No attempt will be made to discuss this vast subject in general, but in connection with the ideas inspired by the Lord's Prayer the fundamental question is this: Can it happen that a human being will stretch his hands to God and pronounce, "Our Father," with faith and hope, and yet the prayer will get nowhere because the particular person may happen to be one who is not entitled to address God as "Our Father"? And is there an authority who can decide, or a rule that would indicate whether a given person can address God as "Our Father"?
The sincere beliefs of the writer on this subject are as follows:
The guidance of the church and of individual preachers is extremely valuable and helpful in order to assist a man in his spiritual ascent, but no authority or in-stitution on earth can grant or deny a human being the right and opportunity to address God as "Our Father." The whole question is one of a strictly inner spiritual na-ture between God and the individual man.
Furthermore, several statements of Christ and, still more, His acts, justify the brightest hopes in this con-nection. The young man in the parable or the woman taken in sin, and even the thief on the cross who probably had burglaries and murders on his conscience, were all forgiven without even a verbal censure. All of these were considered as lost children of God and not as offspring of the devil.
But if this is the case, who then are the unfortunate ones whom Christ addressed with the terrible words, "Ye are of your father the devil" . . . Without attempting to justify the conclusion by philosophical or scriptural reference, the writer will briefly outline his personal beliefs on this subject.
Among the various trespasses and faults that separate man from God, it is possible to recognize two general groups, the ones that point to the weaknesses of man and others that point to proud, self-contented power of evil. The latter group seems to be the more serious and dangerous. It can be recognized mainly by a deliberate hatred of Christ and an insult to His divine power. The warning of Matthew l2:31: "All manner of sin and blas-phemy shall be forgiven unto men: but the blasphemy against the Holy Ghost shall not be forgiven unto men," was addressed to a group of Pharisees who said that Christ cast out devils by an evil power. Similarly, the sentence, "Ye are of your father the devil," mentioned earlier, was addressed to men who said to Christ "Say we not well that thou . . . hast a devil?" (John 8:48). The greatest danger, therefore, is connected with the deliberate hatred, insults and mockery of the divine power and personality of Christ. It is obvious that a person who has such feelings would not pray the Lord's Prayer anyway.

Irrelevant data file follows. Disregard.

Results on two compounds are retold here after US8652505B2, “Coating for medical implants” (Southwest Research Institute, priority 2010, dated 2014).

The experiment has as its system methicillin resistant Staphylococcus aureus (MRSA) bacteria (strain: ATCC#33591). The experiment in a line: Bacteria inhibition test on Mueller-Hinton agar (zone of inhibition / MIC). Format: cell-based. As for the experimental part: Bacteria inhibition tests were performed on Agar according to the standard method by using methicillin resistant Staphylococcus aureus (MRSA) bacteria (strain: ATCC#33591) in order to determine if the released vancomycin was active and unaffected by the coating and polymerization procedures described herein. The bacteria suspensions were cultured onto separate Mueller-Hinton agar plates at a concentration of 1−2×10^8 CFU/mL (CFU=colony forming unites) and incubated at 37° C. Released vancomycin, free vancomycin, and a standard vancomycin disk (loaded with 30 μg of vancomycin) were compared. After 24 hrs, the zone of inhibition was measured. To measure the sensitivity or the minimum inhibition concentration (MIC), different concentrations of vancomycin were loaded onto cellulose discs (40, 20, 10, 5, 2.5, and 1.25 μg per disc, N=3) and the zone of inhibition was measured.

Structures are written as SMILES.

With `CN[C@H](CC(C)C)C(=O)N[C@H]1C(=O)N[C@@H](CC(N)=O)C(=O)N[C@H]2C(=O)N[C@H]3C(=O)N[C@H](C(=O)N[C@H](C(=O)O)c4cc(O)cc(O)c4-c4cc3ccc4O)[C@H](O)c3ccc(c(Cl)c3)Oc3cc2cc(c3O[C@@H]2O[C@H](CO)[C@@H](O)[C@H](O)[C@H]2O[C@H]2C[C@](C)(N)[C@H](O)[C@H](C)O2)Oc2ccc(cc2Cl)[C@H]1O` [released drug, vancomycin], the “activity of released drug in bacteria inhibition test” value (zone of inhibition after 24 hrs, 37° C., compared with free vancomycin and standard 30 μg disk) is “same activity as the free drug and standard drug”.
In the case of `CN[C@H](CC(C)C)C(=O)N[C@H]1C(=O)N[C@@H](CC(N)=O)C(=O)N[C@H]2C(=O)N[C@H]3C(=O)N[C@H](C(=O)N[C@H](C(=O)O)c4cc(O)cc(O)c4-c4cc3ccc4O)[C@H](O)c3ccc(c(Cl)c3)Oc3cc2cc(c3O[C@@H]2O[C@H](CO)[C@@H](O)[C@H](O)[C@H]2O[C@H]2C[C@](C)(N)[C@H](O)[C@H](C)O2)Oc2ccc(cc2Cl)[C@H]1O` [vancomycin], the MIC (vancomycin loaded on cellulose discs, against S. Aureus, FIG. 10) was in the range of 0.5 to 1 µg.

This being the case, the writer faithfully believes that no permission can be given or denied by any earthly authority and that none is needed for the use of the greatest prayer. Any human being who has confidence, faith and love for Christ can "enter into a closet, shut the door and pray 'to the Father which is in secret" with a happy and bold hope that his spiritual message will reach its highest destination.

"HALLOWED BE THY NAME"


THE SOLEMN and profound meaning of this sentence is felt inwardly rather than discussed in words. I believe that it is pronounced in connection with the present life and still more with the final destinies and the future higher order of existence. It also seems to have another meaning and purpose. By being permitted to call the Creator of the Universe, "Father," man may start to think about himself more than he is entitled to. This second sentence which man pronounces reverently, lovingly, and by his own will, as if taking an oath for this life and for eternity, returns him where he belongs. That place is extremely modest compared with the position of the One to whom he pledges eternal reverence.